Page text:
Tuesday, December 11, 2012

Raleigh Furley Review: First Impressions

Its been a few months since I sold off my Surly Pacer and bought this black beast so I felt it was time to share my first impressions of the bike in all its glorious single-speededness.  Originally, I made the choice to purchase this bike with the idea that someday it would make a good gravel grinder and a decent light-touring bike.  I thought about going with another Surly, such as the Crosscheck but I went for the disc brakes and the fact that I could actually sit on this one at my local shop.  It also had some cool features that made me lean towards the relatively unproven bike versus the venerable Crosscheck.

First off that list of cool features was the price.  I was able to pick up the Raleigh for a really reasonable price and would have paid substantially more for a Crosscheck.  I also liked the overall parts selection on the Furley as I wanted to try out singlespeeding right away.  Surly bikes are equiped with OK stuff, but the fit and finish of the stem, bars, grip tape, and saddle were a bit nicer on the Raleigh.  The disc brakes were also a big plus (more on that later) because living in Idaho, I plan on riding up and down some big hills, and I don't want to worry about brakes while I'm going downhill at 30+ mph. 

One of my favorite pictures taken of any of my bikes... I just like it :)
Riding the Furley is fun, period.  It rides predictably, stable but not sluggish, and can carve a corner pretty well.  I don't want to make this a review about singlespeeding, but I will say that riding a singlespeed bike is quite a bit harder, I work harder on the flats than usual, and the hills are no longer just minor blips on the ride radar.  For one thing, the bike is heavy, 26 pounds out of the box.  I won't say thats a bad thing because the reason this bike is so heavy are the reasons that I like it:  burly wheels, steel frame, and disc brakes.  I lightened it up by removing the cheater brake levers and replaced the stock saddle with a bit more performance one that suited me.  Hills definitely are more of a challenge and that has actually been kind of a good thing for now.  I will say, that I think this bike is one that would really shine with a wide gear range drivetrain like the Sram Apex group or a Shimano group with one of the new 10-speed mountain derailluers and cassettes.  It really is a great bike to ride a long distance, and I can see it going on some really long rides in the future in some very mountainous places.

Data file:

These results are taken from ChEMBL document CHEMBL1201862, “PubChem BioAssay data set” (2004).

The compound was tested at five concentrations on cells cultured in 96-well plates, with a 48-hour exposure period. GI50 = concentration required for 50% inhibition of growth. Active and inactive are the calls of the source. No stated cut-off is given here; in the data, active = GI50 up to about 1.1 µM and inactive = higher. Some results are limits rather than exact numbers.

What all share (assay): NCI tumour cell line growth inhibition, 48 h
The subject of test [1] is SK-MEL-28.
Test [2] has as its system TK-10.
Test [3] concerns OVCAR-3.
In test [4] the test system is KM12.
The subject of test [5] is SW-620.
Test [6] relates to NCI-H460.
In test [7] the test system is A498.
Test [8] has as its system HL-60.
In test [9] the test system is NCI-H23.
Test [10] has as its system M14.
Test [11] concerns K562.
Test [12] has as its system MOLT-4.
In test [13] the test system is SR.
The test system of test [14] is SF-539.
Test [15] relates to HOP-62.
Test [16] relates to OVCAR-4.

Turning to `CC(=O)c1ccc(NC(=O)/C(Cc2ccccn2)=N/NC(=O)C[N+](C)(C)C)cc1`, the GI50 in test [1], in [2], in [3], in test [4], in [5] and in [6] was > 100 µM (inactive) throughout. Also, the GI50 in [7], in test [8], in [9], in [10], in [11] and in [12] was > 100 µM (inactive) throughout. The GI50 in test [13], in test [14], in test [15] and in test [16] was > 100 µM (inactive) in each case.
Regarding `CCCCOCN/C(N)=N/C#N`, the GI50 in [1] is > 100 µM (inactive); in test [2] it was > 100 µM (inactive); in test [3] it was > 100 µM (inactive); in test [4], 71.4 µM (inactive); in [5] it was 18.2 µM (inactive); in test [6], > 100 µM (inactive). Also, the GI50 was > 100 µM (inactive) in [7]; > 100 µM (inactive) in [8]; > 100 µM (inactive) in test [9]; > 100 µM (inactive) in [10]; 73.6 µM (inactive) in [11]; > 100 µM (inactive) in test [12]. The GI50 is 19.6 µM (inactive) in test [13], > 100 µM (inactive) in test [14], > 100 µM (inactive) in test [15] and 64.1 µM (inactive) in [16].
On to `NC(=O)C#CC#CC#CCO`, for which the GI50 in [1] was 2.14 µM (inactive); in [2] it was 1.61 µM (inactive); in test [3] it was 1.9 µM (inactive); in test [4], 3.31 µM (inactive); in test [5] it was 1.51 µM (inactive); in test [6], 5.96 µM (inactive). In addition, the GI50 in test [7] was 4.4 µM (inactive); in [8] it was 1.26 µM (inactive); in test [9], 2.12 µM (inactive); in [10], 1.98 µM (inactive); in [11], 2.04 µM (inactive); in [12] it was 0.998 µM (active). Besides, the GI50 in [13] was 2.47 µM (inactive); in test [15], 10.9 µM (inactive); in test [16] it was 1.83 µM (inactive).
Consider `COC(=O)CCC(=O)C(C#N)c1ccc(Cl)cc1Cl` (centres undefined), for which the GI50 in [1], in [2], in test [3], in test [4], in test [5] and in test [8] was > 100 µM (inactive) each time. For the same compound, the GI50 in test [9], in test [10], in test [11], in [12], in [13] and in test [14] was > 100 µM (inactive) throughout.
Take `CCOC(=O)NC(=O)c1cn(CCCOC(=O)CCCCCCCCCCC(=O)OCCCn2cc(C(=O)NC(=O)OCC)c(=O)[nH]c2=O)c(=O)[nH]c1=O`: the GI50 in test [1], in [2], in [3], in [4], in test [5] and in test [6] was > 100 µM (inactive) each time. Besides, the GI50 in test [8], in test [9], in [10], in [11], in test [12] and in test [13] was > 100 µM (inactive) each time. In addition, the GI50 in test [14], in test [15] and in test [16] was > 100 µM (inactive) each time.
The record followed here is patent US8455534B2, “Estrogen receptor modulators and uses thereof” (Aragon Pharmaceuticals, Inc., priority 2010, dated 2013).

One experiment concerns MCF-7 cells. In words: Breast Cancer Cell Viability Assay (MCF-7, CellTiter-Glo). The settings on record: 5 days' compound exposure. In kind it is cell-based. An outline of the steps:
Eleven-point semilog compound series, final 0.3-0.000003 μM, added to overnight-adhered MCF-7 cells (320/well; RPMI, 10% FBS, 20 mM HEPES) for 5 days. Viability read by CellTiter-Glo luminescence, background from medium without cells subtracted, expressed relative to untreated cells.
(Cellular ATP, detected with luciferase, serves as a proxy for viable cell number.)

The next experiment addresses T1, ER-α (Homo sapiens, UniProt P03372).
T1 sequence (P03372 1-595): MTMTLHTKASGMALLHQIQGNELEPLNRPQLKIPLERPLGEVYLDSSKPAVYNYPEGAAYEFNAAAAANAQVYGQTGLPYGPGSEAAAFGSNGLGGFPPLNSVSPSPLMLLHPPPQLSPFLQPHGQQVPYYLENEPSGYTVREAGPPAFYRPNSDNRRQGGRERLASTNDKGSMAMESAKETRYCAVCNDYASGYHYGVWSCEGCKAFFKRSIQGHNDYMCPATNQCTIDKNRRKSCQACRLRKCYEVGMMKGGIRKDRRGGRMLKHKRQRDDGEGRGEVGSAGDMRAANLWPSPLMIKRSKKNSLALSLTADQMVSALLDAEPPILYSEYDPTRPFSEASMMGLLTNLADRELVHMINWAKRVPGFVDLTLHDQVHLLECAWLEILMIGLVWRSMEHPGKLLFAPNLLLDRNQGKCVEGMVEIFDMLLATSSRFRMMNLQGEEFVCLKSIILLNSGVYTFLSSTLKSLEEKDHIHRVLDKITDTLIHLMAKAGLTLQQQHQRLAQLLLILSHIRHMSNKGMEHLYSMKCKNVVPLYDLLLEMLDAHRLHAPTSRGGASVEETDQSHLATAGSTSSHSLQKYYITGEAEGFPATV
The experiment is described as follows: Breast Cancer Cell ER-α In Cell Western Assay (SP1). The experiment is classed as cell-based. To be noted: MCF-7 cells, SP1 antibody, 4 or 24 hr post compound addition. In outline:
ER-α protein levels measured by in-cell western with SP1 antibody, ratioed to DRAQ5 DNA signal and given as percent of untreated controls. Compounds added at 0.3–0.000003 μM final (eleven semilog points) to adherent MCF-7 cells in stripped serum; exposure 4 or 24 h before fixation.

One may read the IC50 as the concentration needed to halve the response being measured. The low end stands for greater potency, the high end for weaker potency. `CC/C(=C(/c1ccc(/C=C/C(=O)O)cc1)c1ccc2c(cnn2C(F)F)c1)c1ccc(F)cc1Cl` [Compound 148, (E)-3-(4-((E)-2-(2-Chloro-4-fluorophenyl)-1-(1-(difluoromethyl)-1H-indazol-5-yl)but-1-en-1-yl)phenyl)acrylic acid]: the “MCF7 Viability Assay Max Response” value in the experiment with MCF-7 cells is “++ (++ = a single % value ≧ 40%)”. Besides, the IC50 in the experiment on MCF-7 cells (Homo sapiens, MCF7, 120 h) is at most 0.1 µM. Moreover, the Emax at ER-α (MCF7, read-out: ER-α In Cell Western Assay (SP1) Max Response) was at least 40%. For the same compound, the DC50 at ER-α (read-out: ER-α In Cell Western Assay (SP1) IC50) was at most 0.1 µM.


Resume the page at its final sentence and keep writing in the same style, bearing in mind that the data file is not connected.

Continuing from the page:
Now for some negatives with the stock setup:
Flatlanders will find the stock gearing pretty slow if they are speedy.  I swapped the stock 18 tooth sprocket for a 16 tooth one just so I could ride my "normal" speeds without spinning wildly in the saddle to go 18 mph.  Another thing to mention is that the brakes.  They are finiky and sometimes impossible to get silient.  The stock Kenda tires are really heavy with wire beads and have terrible flat resistance.  I got a flat every ride with them on, and since I dislike slime for the most part, I went with some Specialized Armadillo tires to use for my pavement commute.  I'd like to get some Schwalble Marathon's for touring this summer, but that's another time and for now its just base miles for fun and relaxation from the daily grind of teaching 9th grade science. 

If you're debating getting a Furley, you should know that there are some negatives; however, if you're like me and value simplicity in a bike with some style and a bit of versitility thrown in, the Furley is one of the bikes on the short list to consider.  If you're like me and have a local shop that carries them, ride it and see if its for you.
"Mr. Furley," as I call him, all decked out with lights, fenders, and road tires to make commuting more enjoyable.  I've had very few flats with Armadillos, in fact, none in over a year of riding on the tires.  First on my Surly Pacer, and now on this bike.  No flats in Idaho with goatheads abound... that's a winner right there. 


  1. Thanks for your thoughts on this bike... I hope to pick one up once I can save enough spare change

  2. Its a fun bike. The brakes are a bit of an annoyance at first. Buy from a good shop.

  3. This review is spot on! Love this bike for all the same reasons. I'm glad to hear I'm not the only one getting pings in the brakes. Be interested to know how you secured the front fender? I'm trying to install some now and noticed that the mount point for the left front stay is in front of and under the disk brake caliper!

    1. Thanks for the positive feedback, Stupid cheap brakes... I used a fender that has a plastic "break-away" eyelet on it a first, Planet Bike Cascadia's I believe. But then it caught on my toe and broke away (imagine that!). So I took the metal stay and bent it slightly to go around the brake caliper, it fits perfectly underneath.

  4. Just bought one of these. I will be using mainly for urban commuting, so I think I'll put on some smoother tires. Will check out the Armadillo's. I don't love the disc brakes so far... would have been ok with V-brakes but I know the discs will be better in rough weather.

  5. What type of fenders do you have on there now? Wondering if the fenders on ym current ride will transfer over.

  6. Got a Secialized Rockhopper a couple of years ago. Got a flat just about every ride. Fitted tire liners from REI, no more flats